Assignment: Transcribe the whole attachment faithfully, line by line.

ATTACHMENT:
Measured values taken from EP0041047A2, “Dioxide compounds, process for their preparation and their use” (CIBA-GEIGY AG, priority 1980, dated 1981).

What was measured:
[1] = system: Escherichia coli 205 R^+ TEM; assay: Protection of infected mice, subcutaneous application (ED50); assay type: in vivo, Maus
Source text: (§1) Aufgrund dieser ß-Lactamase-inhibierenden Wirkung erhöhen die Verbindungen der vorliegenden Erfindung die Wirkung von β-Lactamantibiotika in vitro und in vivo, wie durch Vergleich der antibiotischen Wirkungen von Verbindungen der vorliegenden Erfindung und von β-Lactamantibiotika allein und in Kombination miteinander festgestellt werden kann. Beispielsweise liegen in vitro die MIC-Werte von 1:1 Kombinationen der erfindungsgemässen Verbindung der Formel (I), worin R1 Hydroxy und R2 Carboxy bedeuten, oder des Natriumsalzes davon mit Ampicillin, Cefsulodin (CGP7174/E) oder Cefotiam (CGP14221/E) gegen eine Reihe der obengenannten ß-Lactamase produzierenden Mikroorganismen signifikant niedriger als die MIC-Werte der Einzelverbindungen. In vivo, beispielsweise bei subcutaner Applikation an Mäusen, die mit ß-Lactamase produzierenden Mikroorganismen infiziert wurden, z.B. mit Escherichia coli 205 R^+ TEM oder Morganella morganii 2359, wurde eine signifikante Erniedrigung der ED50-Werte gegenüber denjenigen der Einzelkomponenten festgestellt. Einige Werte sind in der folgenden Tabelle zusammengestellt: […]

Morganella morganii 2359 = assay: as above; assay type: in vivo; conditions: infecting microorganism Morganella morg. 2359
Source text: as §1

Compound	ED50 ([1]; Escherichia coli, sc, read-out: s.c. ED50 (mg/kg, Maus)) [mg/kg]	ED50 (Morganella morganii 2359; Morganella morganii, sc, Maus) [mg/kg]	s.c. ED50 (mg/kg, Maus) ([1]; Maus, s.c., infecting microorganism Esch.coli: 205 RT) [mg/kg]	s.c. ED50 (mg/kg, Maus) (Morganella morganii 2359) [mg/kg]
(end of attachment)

Measured values taken from EP0041047A2, “Dioxide compounds, process for their preparation and their use” (CIBA-GEIGY AG, priority 1980, dated 1981).

What was measured:
[1] = system: Escherichia coli 205 R^+ TEM; assay: Protection of infected mice, subcutaneous application (ED50); assay type: in vivo, Maus
Source text: (§1) Aufgrund dieser ß-Lactamase-inhibierenden Wirkung erhöhen die Verbindungen der vorliegenden Erfindung die Wirkung von β-Lactamantibiotika in vitro und in vivo, wie durch Vergleich der antibiotischen Wirkungen von Verbindungen der vorliegenden Erfindung und von β-Lactamantibiotika allein und in Kombination miteinander festgestellt werden kann. Beispielsweise liegen in vitro die MIC-Werte von 1:1 Kombinationen der erfindungsgemässen Verbindung der Formel (I), worin R1 Hydroxy und R2 Carboxy bedeuten, oder des Natriumsalzes davon mit Ampicillin, Cefsulodin (CGP7174/E) oder Cefotiam (CGP14221/E) gegen eine Reihe der obengenannten ß-Lactamase produzierenden Mikroorganismen signifikant niedriger als die MIC-Werte der Einzelverbindungen. In vivo, beispielsweise bei subcutaner Applikation an Mäusen, die mit ß-Lactamase produzierenden Mikroorganismen infiziert wurden, z.B. mit Escherichia coli 205 R^+ TEM oder Morganella morganii 2359, wurde eine signifikante Erniedrigung der ED50-Werte gegenüber denjenigen der Einzelkomponenten festgestellt. Einige Werte sind in der folgenden Tabelle zusammengestellt: […]

Morganella morganii 2359 = assay: as above; assay type: in vivo; conditions: infecting microorganism Morganella morg. 2359
Source text: as §1

Compound	ED50 ([1]; Escherichia coli, sc, read-out: s.c. ED50 (mg/kg, Maus)) [mg/kg]	ED50 (Morganella morganii 2359; Morganella morganii, sc, Maus) [mg/kg]	s.c. ED50 (mg/kg, Maus) ([1]; Maus, s.c., infecting microorganism Esch.coli: 205 RT) [mg/kg]	s.c. ED50 (mg/kg, Maus) (Morganella morganii 2359) [mg/kg]